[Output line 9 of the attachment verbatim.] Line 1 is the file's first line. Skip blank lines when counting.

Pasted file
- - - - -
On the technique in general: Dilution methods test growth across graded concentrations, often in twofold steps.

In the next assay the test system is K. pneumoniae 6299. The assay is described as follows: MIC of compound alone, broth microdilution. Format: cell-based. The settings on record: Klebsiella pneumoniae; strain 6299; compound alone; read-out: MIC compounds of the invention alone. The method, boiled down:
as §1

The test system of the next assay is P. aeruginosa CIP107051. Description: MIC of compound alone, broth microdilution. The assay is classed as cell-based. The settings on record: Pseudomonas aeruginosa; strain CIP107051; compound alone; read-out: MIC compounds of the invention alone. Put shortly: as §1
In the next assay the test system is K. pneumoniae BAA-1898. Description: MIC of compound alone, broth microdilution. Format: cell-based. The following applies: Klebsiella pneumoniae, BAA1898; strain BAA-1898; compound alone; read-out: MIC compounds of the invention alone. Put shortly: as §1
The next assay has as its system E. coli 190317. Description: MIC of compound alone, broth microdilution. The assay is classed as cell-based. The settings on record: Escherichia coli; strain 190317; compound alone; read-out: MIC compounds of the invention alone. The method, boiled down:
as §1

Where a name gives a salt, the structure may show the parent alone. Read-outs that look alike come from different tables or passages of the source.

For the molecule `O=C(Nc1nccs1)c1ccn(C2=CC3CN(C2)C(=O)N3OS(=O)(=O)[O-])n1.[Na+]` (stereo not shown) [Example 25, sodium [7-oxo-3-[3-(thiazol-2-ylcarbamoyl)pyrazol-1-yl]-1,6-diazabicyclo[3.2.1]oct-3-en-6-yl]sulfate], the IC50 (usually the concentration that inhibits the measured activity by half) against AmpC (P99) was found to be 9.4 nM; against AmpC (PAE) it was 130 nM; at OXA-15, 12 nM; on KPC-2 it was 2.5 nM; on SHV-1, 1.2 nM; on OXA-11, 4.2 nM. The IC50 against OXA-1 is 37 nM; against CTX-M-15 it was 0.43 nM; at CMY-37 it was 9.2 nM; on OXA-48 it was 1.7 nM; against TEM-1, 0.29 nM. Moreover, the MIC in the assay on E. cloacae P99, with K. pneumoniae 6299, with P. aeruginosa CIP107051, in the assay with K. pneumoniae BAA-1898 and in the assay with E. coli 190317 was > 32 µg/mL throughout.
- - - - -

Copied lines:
For the molecule `O=C(Nc1nccs1)c1ccn(C2=CC3CN(C2)C(=O)N3OS(=O)(=O)[O-])n1.[Na+]` (stereo not shown) [Example 25, sodium [7-oxo-3-[3-(thiazol-2-ylcarbamoyl)pyrazol-1-yl]-1,6-diazabicyclo[3.2.1]oct-3-en-6-yl]sulfate], the IC50 (usually the concentration that inhibits the measured activity by half) against AmpC (P99) was found to be 9.4 nM; against AmpC (PAE) it was 130 nM; at OXA-15, 12 nM; on KPC-2 it was 2.5 nM; on SHV-1, 1.2 nM; on OXA-11, 4.2 nM. The IC50 against OXA-1 is 37 nM; against CTX-M-15 it was 0.43 nM; at CMY-37 it was 9.2 nM; on OXA-48 it was 1.7 nM; against TEM-1, 0.29 nM. Moreover, the MIC in the assay on E. cloacae P99, with K. pneumoniae 6299, with P. aeruginosa CIP107051, in the assay with K. pneumoniae BAA-1898 and in the assay with E. coli 190317 was > 32 µg/mL throughout.